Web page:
New Jersey’s ‘Vision’ Insurers Are Trying To Sell Allstate Home Insurance Without Insurance Coverage

New Jersey Governor Chris Christie signed into law a bill Tuesday that allows companies to sell their insurance to anyone who buys an individual policy through an employer.

But the law is far from perfect, with critics saying it lacks protections for workers, and could result in more costly plans for people with preexisting conditions.

Christie signed the bill into law in a state where about a quarter of residents do not have health insurance, and where more than half of the population is uninsured.

It was meant to encourage the creation of a new type of individual insurance policy that would provide coverage for low-income people.

The new law requires companies to offer the policy to anyone buying an individual insurance plan through an employment-based plan that has coverage for more than 20 days, which is considered the minimum for coverage.

The legislation also requires insurers to cover employees and their dependents with pre-existing conditions.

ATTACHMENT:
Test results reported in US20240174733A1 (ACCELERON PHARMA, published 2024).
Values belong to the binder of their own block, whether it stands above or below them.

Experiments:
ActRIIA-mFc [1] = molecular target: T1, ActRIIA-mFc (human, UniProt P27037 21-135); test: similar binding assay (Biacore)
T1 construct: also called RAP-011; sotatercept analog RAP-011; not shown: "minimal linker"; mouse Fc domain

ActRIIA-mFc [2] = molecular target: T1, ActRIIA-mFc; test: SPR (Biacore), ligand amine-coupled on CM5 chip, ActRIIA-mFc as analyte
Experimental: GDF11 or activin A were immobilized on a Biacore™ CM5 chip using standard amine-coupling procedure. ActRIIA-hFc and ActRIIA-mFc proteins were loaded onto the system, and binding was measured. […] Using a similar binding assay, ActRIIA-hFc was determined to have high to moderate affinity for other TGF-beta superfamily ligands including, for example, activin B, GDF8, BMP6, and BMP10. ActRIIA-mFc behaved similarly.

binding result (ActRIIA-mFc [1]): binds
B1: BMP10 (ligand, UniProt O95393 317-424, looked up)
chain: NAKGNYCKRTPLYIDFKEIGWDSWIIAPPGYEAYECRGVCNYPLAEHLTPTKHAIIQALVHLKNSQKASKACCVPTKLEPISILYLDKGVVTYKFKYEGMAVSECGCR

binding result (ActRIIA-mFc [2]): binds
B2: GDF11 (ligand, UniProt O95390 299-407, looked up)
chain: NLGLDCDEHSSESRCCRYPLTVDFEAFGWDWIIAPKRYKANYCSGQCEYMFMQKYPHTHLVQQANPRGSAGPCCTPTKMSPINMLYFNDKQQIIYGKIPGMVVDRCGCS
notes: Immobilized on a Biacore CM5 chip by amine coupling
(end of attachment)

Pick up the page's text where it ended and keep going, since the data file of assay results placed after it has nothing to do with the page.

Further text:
A coalition of about 10 business groups, including the New Jersey Chamber of Commerce, New Jersey Alliance of Business, the New York State Chamber of Business and New Jersey Families, said that the legislation does not address what it calls the state’s “significant gaps in health insurance coverage and access” for low income residents.

In a statement, New York’s Office of the Commissioner of Insurance called the legislation a step in the right direction but said the bill is too narrow.

The commissioner’s office said in a statement that the state will continue to work to expand coverage to all New Jerseyans regardless of their ability to pay, but it will take a comprehensive approach that includes all New Yorkers.

The legislation also does not include a minimum wage or any protections for the poor, including those who are unable to afford coverage.

State health officials, however, have said the law will allow insurers to offer lower premiums for their low-cost plans.

New York is among the states that have required insurers to charge a maximum of 15 percent of premiums for individuals and up to 25 percent for families.